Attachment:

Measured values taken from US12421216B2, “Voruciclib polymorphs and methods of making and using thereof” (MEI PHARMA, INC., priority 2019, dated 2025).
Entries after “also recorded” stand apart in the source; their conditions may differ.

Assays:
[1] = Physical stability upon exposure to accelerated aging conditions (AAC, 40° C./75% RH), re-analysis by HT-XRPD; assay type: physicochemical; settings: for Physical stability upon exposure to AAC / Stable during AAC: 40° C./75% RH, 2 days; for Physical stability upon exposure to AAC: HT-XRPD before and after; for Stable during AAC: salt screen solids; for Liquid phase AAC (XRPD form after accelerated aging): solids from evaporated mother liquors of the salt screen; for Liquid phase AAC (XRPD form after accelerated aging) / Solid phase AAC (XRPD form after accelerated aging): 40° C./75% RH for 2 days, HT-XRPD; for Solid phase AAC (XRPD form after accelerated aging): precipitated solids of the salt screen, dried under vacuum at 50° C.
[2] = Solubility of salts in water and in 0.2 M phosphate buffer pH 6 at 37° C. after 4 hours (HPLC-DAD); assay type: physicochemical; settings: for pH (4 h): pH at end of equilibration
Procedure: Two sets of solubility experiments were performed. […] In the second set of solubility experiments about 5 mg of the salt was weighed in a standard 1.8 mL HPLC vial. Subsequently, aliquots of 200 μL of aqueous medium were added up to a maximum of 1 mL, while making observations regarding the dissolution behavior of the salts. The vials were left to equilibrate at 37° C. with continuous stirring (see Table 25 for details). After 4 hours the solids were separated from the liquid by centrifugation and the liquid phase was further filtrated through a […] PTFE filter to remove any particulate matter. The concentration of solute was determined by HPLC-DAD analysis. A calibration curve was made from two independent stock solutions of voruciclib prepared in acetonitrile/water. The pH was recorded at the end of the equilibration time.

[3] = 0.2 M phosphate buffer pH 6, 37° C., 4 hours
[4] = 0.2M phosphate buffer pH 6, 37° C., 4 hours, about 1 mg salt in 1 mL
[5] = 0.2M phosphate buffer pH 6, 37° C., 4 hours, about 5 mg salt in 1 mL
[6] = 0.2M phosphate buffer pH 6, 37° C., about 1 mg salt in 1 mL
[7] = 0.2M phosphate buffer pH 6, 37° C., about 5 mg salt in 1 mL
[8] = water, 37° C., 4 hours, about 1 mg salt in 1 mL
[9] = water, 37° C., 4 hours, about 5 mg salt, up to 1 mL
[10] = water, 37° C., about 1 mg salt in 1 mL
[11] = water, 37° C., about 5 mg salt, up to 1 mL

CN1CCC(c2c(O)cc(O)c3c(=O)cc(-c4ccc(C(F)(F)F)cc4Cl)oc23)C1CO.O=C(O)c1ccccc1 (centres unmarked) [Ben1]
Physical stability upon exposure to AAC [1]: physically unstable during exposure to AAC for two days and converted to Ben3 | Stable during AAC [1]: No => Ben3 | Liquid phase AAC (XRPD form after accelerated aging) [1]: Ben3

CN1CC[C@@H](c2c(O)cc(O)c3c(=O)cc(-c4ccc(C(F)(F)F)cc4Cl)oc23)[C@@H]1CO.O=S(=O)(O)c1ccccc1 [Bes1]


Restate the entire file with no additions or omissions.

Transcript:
Measured values taken from US12421216B2, “Voruciclib polymorphs and methods of making and using thereof” (MEI PHARMA, INC., priority 2019, dated 2025).
Entries after “also recorded” stand apart in the source; their conditions may differ.

Assays:
[1] = Physical stability upon exposure to accelerated aging conditions (AAC, 40° C./75% RH), re-analysis by HT-XRPD; assay type: physicochemical; settings: for Physical stability upon exposure to AAC / Stable during AAC: 40° C./75% RH, 2 days; for Physical stability upon exposure to AAC: HT-XRPD before and after; for Stable during AAC: salt screen solids; for Liquid phase AAC (XRPD form after accelerated aging): solids from evaporated mother liquors of the salt screen; for Liquid phase AAC (XRPD form after accelerated aging) / Solid phase AAC (XRPD form after accelerated aging): 40° C./75% RH for 2 days, HT-XRPD; for Solid phase AAC (XRPD form after accelerated aging): precipitated solids of the salt screen, dried under vacuum at 50° C.
[2] = Solubility of salts in water and in 0.2 M phosphate buffer pH 6 at 37° C. after 4 hours (HPLC-DAD); assay type: physicochemical; settings: for pH (4 h): pH at end of equilibration
Procedure: Two sets of solubility experiments were performed. […] In the second set of solubility experiments about 5 mg of the salt was weighed in a standard 1.8 mL HPLC vial. Subsequently, aliquots of 200 μL of aqueous medium were added up to a maximum of 1 mL, while making observations regarding the dissolution behavior of the salts. The vials were left to equilibrate at 37° C. with continuous stirring (see Table 25 for details). After 4 hours the solids were separated from the liquid by centrifugation and the liquid phase was further filtrated through a […] PTFE filter to remove any particulate matter. The concentration of solute was determined by HPLC-DAD analysis. A calibration curve was made from two independent stock solutions of voruciclib prepared in acetonitrile/water. The pH was recorded at the end of the equilibration time.

[3] = 0.2 M phosphate buffer pH 6, 37° C., 4 hours
[4] = 0.2M phosphate buffer pH 6, 37° C., 4 hours, about 1 mg salt in 1 mL
[5] = 0.2M phosphate buffer pH 6, 37° C., 4 hours, about 5 mg salt in 1 mL
[6] = 0.2M phosphate buffer pH 6, 37° C., about 1 mg salt in 1 mL
[7] = 0.2M phosphate buffer pH 6, 37° C., about 5 mg salt in 1 mL
[8] = water, 37° C., 4 hours, about 1 mg salt in 1 mL
[9] = water, 37° C., 4 hours, about 5 mg salt, up to 1 mL
[10] = water, 37° C., about 1 mg salt in 1 mL
[11] = water, 37° C., about 5 mg salt, up to 1 mL

CN1CCC(c2c(O)cc(O)c3c(=O)cc(-c4ccc(C(F)(F)F)cc4Cl)oc23)C1CO.O=C(O)c1ccccc1 (centres unmarked) [Ben1]
Physical stability upon exposure to AAC [1]: physically unstable during exposure to AAC for two days and converted to Ben3 | Stable during AAC [1]: No => Ben3 | Liquid phase AAC (XRPD form after accelerated aging) [1]: Ben3

CN1CC[C@@H](c2c(O)cc(O)c3c(=O)cc(-c4ccc(C(F)(F)F)cc4Cl)oc23)[C@@H]1CO.O=S(=O)(O)c1ccccc1 [Bes1]